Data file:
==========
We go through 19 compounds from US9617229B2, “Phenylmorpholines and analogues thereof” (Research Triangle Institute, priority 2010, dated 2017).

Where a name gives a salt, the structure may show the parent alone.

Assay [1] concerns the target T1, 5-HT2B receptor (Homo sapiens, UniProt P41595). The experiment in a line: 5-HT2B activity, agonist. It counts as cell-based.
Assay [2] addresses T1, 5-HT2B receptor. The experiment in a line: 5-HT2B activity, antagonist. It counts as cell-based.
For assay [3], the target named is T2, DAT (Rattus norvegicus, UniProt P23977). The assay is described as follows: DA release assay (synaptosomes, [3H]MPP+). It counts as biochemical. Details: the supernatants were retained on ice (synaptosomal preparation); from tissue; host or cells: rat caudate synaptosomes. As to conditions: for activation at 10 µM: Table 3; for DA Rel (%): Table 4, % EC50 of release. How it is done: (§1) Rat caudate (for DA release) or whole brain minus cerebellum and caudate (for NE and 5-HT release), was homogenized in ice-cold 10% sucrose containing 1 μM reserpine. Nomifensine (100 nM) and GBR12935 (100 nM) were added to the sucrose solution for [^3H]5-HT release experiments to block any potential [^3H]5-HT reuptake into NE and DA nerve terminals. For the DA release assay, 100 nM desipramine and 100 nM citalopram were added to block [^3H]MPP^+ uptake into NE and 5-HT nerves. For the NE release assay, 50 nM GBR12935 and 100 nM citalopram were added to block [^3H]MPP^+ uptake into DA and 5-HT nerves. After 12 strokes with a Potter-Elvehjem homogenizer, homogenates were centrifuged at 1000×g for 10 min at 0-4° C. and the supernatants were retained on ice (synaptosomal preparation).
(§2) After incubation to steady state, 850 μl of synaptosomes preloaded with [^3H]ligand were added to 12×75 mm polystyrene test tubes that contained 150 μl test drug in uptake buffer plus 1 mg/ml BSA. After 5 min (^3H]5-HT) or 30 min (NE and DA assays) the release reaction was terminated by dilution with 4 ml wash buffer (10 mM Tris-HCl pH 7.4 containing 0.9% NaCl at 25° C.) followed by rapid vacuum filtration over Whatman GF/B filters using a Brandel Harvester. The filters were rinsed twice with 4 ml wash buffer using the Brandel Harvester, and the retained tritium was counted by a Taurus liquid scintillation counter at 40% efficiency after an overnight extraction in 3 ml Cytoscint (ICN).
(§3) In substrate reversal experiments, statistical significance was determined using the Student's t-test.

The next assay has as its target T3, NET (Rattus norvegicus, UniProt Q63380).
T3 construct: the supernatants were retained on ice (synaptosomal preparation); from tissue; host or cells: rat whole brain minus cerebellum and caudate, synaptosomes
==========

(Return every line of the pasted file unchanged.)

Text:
We go through 19 compounds from US9617229B2, “Phenylmorpholines and analogues thereof” (Research Triangle Institute, priority 2010, dated 2017).

Where a name gives a salt, the structure may show the parent alone.

Assay [1] concerns the target T1, 5-HT2B receptor (Homo sapiens, UniProt P41595). The experiment in a line: 5-HT2B activity, agonist. It counts as cell-based.
Assay [2] addresses T1, 5-HT2B receptor. The experiment in a line: 5-HT2B activity, antagonist. It counts as cell-based.
For assay [3], the target named is T2, DAT (Rattus norvegicus, UniProt P23977). The assay is described as follows: DA release assay (synaptosomes, [3H]MPP+). It counts as biochemical. Details: the supernatants were retained on ice (synaptosomal preparation); from tissue; host or cells: rat caudate synaptosomes. As to conditions: for activation at 10 µM: Table 3; for DA Rel (%): Table 4, % EC50 of release. How it is done: (§1) Rat caudate (for DA release) or whole brain minus cerebellum and caudate (for NE and 5-HT release), was homogenized in ice-cold 10% sucrose containing 1 μM reserpine. Nomifensine (100 nM) and GBR12935 (100 nM) were added to the sucrose solution for [^3H]5-HT release experiments to block any potential [^3H]5-HT reuptake into NE and DA nerve terminals. For the DA release assay, 100 nM desipramine and 100 nM citalopram were added to block [^3H]MPP^+ uptake into NE and 5-HT nerves. For the NE release assay, 50 nM GBR12935 and 100 nM citalopram were added to block [^3H]MPP^+ uptake into DA and 5-HT nerves. After 12 strokes with a Potter-Elvehjem homogenizer, homogenates were centrifuged at 1000×g for 10 min at 0-4° C. and the supernatants were retained on ice (synaptosomal preparation).
(§2) After incubation to steady state, 850 μl of synaptosomes preloaded with [^3H]ligand were added to 12×75 mm polystyrene test tubes that contained 150 μl test drug in uptake buffer plus 1 mg/ml BSA. After 5 min (^3H]5-HT) or 30 min (NE and DA assays) the release reaction was terminated by dilution with 4 ml wash buffer (10 mM Tris-HCl pH 7.4 containing 0.9% NaCl at 25° C.) followed by rapid vacuum filtration over Whatman GF/B filters using a Brandel Harvester. The filters were rinsed twice with 4 ml wash buffer using the Brandel Harvester, and the retained tritium was counted by a Taurus liquid scintillation counter at 40% efficiency after an overnight extraction in 3 ml Cytoscint (ICN).
(§3) In substrate reversal experiments, statistical significance was determined using the Student's t-test.

The next assay has as its target T3, NET (Rattus norvegicus, UniProt Q63380).
T3 construct: the supernatants were retained on ice (synaptosomal preparation); from tissue; host or cells: rat whole brain minus cerebellum and caudate, synaptosomes